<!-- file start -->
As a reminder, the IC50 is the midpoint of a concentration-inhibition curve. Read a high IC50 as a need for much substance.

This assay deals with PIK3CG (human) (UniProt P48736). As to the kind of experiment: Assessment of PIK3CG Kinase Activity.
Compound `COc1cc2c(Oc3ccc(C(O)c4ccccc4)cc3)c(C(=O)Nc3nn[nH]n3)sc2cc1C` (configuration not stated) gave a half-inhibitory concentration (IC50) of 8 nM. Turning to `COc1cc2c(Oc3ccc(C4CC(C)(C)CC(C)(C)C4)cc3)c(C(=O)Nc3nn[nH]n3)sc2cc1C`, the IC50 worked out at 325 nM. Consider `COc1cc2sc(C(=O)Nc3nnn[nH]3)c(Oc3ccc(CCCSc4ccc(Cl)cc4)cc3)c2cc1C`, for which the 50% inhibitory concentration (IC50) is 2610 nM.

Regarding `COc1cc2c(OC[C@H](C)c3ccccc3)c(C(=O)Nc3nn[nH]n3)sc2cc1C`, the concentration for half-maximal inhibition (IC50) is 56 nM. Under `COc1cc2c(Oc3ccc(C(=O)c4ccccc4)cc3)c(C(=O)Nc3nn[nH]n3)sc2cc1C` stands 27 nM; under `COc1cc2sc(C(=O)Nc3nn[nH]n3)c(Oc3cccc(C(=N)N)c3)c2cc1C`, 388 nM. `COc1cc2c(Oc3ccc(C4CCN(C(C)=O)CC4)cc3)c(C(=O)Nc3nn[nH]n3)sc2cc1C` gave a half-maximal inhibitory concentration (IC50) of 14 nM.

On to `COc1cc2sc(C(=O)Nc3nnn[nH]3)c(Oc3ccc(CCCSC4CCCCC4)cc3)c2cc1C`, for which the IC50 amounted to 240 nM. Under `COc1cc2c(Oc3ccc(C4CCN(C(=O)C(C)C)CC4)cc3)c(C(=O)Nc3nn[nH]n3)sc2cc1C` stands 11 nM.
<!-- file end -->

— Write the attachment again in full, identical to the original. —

As a reminder, the IC50 is the midpoint of a concentration-inhibition curve. Read a high IC50 as a need for much substance.

This assay deals with PIK3CG (human) (UniProt P48736). As to the kind of experiment: Assessment of PIK3CG Kinase Activity.
Compound `COc1cc2c(Oc3ccc(C(O)c4ccccc4)cc3)c(C(=O)Nc3nn[nH]n3)sc2cc1C` (configuration not stated) gave a half-inhibitory concentration (IC50) of 8 nM. Turning to `COc1cc2c(Oc3ccc(C4CC(C)(C)CC(C)(C)C4)cc3)c(C(=O)Nc3nn[nH]n3)sc2cc1C`, the IC50 worked out at 325 nM. Consider `COc1cc2sc(C(=O)Nc3nnn[nH]3)c(Oc3ccc(CCCSc4ccc(Cl)cc4)cc3)c2cc1C`, for which the 50% inhibitory concentration (IC50) is 2610 nM.

Regarding `COc1cc2c(OC[C@H](C)c3ccccc3)c(C(=O)Nc3nn[nH]n3)sc2cc1C`, the concentration for half-maximal inhibition (IC50) is 56 nM. Under `COc1cc2c(Oc3ccc(C(=O)c4ccccc4)cc3)c(C(=O)Nc3nn[nH]n3)sc2cc1C` stands 27 nM; under `COc1cc2sc(C(=O)Nc3nn[nH]n3)c(Oc3cccc(C(=N)N)c3)c2cc1C`, 388 nM. `COc1cc2c(Oc3ccc(C4CCN(C(C)=O)CC4)cc3)c(C(=O)Nc3nn[nH]n3)sc2cc1C` gave a half-maximal inhibitory concentration (IC50) of 14 nM.

On to `COc1cc2sc(C(=O)Nc3nnn[nH]3)c(Oc3ccc(CCCSC4CCCCC4)cc3)c2cc1C`, for which the IC50 amounted to 240 nM. Under `COc1cc2c(Oc3ccc(C4CCN(C(=O)C(C)C)CC4)cc3)c(C(=O)Nc3nn[nH]n3)sc2cc1C` stands 11 nM.